In the coming months, Philly Swap looks forward to talking with local artists about their work, the recyclable materials that inspire them, and their favorite things about this creative city. Kicking off the series is Taryn Zychal of Recycling Zychal. Using broken umbrellas abandoned on Philly streets, this eco friendly soft goods designer makes both people and pets stay stylish and dry in any weather.
Philly Swap: Give us some background. How did you get into DIY work?
Taryn Zychal: I’ve always been creative, for as long as I can remember. My hometown of Scranton Pennsylvania did not really provide much entertainment for me as a child, but one of my favorite things to do was to try to make 2 non-relative battery operated dollar store gems, like for instance, a hand held fan and a flashlight, and try to put them into a way so that they became one thing. I was also very interested in taking things apart and putting them back together, but modified, and I was also very interested in other peoples waste, because I felt like I could always find something to do with it. This has continued on into my adulthood, and I live a DIY influenced life; I try to make things before I have to buy them, not always for the cost issue, but because I’m curious, and making things yourself makes you appreciate them more.
PS: What do you like about Philly? Is it a good place to do what you do?
TZ: I love Philadelphia and always have. I love the crazy sports fans, the murals, the food, and most of all, the culture that still exists here. Not many cities, in my opinion, have the heart like Philly does. And yes, being someone that works exclusively with reclaimed broken umbrellas, this city is perfect. I’ve coined the nickname Umbrelladelphia for this city, because when it rains and its windy, there are broken umbrellas sprinkled all over the streets almost like there was a broken umbrella explosion. I’m friends with a girl named Katie who runs a blog called Better Off Soaked, where she posts photos of broken umbrellas that people either send to her via email, or she snaps herself. I knew I was in the right place when I found out she was also based out of Philly.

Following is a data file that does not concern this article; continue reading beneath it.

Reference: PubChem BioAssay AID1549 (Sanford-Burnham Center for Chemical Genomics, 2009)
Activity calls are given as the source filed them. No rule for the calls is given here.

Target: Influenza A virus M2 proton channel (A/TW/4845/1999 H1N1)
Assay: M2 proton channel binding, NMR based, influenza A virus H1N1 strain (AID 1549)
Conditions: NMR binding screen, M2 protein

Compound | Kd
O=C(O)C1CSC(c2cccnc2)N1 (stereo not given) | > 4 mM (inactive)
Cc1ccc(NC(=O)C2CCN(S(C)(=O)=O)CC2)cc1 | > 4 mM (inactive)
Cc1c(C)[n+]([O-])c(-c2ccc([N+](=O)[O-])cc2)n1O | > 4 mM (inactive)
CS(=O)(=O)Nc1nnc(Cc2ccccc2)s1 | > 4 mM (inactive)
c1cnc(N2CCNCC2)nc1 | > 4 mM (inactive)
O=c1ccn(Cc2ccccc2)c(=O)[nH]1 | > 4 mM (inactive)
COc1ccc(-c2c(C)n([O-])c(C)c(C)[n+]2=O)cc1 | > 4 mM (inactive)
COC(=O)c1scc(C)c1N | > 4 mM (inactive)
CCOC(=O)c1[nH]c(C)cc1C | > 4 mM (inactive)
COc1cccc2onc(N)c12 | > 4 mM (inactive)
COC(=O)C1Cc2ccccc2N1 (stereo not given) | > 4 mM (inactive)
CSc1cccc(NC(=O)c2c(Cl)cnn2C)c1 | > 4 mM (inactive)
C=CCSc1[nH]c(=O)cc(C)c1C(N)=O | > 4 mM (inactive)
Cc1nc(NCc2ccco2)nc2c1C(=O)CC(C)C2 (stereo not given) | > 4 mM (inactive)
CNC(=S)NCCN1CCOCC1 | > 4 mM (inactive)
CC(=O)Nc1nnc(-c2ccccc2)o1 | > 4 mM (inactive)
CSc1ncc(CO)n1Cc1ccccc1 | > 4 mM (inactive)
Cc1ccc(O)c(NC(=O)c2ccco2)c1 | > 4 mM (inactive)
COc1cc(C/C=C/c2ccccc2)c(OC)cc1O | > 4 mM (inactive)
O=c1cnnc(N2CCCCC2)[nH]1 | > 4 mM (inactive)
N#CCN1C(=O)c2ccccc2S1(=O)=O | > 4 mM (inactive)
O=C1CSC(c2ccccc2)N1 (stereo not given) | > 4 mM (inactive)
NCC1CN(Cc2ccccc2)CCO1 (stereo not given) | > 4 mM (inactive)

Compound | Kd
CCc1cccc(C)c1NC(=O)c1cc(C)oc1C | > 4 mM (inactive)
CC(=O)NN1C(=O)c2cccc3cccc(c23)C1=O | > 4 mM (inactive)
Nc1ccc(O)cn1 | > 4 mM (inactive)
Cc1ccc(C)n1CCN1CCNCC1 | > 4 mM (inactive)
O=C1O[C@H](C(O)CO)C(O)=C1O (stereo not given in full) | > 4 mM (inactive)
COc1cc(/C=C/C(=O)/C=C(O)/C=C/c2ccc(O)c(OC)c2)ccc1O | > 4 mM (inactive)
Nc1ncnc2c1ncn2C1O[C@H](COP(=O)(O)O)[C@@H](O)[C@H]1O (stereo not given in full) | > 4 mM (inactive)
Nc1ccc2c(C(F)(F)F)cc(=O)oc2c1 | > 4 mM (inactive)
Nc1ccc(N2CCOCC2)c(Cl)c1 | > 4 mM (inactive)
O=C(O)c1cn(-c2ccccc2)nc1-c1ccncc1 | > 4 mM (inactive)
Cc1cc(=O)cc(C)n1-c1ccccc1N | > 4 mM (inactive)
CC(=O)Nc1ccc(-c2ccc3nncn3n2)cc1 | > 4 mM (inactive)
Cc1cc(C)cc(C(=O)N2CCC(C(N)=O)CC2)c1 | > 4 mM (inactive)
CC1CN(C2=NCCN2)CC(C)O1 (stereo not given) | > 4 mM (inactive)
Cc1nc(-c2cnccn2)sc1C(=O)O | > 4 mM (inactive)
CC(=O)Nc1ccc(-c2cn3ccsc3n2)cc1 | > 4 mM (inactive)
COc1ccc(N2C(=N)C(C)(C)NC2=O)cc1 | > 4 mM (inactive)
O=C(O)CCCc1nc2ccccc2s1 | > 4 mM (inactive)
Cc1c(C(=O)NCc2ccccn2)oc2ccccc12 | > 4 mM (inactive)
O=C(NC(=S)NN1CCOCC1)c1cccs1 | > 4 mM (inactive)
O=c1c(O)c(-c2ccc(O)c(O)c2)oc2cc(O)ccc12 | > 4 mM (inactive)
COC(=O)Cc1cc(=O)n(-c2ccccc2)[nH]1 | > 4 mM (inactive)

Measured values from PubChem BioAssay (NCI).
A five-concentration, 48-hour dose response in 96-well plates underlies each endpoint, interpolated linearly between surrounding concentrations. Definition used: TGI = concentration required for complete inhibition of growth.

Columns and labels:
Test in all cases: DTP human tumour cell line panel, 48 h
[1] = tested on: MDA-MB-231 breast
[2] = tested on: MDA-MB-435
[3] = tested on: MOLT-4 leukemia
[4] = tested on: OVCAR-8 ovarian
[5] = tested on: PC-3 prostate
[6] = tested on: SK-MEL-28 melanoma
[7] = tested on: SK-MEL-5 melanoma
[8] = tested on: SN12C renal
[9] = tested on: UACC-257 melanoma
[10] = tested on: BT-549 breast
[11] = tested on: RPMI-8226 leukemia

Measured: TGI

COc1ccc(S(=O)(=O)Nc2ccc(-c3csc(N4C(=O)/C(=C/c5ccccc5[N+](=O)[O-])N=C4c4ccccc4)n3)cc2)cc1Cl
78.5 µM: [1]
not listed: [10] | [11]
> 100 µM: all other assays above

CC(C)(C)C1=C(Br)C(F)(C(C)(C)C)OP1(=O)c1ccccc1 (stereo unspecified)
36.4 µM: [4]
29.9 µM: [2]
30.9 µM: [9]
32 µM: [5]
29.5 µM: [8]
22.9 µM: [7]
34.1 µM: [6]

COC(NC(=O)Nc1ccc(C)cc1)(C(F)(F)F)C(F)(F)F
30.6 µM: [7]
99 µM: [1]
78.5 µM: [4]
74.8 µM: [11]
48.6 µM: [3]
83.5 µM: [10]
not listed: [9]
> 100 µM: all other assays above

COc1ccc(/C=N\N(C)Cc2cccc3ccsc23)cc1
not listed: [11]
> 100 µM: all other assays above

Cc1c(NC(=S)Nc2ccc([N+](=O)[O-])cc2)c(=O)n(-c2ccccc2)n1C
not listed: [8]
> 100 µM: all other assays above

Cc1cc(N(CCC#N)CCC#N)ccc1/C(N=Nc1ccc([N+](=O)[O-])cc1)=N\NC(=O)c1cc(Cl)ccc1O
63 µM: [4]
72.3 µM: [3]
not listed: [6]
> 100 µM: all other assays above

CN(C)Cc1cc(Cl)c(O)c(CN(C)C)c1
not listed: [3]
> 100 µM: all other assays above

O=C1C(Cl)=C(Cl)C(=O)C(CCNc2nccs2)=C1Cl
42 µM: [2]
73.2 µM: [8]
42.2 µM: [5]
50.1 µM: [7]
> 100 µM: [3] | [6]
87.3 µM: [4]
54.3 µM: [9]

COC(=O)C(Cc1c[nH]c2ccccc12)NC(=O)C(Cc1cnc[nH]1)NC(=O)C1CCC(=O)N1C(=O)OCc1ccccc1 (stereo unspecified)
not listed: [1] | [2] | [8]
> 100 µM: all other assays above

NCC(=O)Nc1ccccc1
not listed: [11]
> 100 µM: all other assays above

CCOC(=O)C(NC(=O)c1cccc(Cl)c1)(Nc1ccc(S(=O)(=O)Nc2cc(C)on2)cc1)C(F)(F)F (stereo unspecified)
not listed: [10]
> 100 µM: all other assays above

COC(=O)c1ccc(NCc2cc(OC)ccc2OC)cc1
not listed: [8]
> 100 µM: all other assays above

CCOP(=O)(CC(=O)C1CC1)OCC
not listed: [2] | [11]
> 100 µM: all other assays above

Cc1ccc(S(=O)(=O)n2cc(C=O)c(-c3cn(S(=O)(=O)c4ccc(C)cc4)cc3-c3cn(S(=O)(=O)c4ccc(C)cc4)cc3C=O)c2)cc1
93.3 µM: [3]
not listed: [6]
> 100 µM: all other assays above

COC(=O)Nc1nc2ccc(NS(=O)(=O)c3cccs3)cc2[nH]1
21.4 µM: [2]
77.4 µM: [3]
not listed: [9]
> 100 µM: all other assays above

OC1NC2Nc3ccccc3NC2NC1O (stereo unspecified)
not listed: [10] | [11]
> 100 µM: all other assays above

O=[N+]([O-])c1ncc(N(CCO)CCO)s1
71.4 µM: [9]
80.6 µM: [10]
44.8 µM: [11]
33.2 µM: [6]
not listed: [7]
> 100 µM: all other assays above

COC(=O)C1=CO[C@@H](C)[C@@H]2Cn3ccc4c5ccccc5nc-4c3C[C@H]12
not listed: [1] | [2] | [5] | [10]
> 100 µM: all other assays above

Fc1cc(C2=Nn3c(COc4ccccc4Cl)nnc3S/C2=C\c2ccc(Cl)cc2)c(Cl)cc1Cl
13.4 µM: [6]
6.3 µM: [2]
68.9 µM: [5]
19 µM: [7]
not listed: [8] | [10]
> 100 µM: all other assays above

PS: DIY projects have never been more relevant than they are right now. Whether the motivation is to minimize one’s carbon footprint or maximize what’s in the bank, people are showing an interest in reusable materials, local goods and creative projects to do at home. What are some simple steps we can take to be more financially-sound and environmentally-friendly in our creative projects?
TZ: My advice would be to just look around you; there are interesting and beautiful materials thrown away everyday, just waiting for some creative type to take the reins and give them a make over. I feel like a lot of people are turned away from upcycling because of the inconsistencies that come with using reclaimed materials and the inability (the challenge, as I call it) to modulate easily, but if you look hard enough, you will see that a lot of products that are thrown away are a standard size. The fact that trash is free is always a plus, but it can also lead to free publicity and as a crafter, that’s really important. When media and other resources see that you can design and fabricate something amazing first and then secondly that it was made from what most would consider trash they always seem to love it more and word travels faster. That’s what I try to run with, and that can only be achieved by challenging the resources and materials you are using.
PS: What recycled materials do you use in your work and where do you find them?